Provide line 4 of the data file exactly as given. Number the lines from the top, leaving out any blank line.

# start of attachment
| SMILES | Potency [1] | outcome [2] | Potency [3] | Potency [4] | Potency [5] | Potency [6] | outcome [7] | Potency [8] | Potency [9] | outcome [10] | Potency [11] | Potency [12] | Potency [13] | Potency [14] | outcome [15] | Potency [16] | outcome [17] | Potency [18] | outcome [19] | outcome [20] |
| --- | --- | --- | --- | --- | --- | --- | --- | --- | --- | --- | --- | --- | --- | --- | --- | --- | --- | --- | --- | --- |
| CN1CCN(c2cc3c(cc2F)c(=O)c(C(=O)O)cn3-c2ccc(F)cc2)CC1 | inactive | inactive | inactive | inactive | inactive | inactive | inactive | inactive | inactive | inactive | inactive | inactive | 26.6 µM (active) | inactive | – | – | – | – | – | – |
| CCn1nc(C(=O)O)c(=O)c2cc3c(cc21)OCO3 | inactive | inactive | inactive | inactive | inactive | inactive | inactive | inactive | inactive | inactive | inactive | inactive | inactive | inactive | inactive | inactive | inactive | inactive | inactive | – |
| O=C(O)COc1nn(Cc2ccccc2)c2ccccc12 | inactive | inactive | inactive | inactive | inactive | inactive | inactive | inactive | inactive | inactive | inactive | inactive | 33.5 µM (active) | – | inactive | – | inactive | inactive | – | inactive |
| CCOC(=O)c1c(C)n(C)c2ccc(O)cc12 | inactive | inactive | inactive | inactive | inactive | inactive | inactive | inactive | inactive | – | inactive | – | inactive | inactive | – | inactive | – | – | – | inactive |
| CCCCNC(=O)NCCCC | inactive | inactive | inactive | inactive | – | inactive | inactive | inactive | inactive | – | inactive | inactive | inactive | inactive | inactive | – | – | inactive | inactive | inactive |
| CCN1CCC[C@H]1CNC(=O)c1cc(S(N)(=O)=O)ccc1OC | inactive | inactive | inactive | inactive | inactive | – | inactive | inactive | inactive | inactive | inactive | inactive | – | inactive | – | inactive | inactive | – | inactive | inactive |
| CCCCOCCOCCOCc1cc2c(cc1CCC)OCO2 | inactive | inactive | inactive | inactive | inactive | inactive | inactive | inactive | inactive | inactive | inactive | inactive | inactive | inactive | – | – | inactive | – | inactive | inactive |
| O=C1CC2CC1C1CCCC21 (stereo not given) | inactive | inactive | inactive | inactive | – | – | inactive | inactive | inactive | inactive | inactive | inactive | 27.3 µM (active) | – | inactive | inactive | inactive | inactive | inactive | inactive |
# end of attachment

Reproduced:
| CCn1nc(C(=O)O)c(=O)c2cc3c(cc21)OCO3 | inactive | inactive | inactive | inactive | inactive | inactive | inactive | inactive | inactive | inactive | inactive | inactive | inactive | inactive | inactive | inactive | inactive | inactive | inactive | – |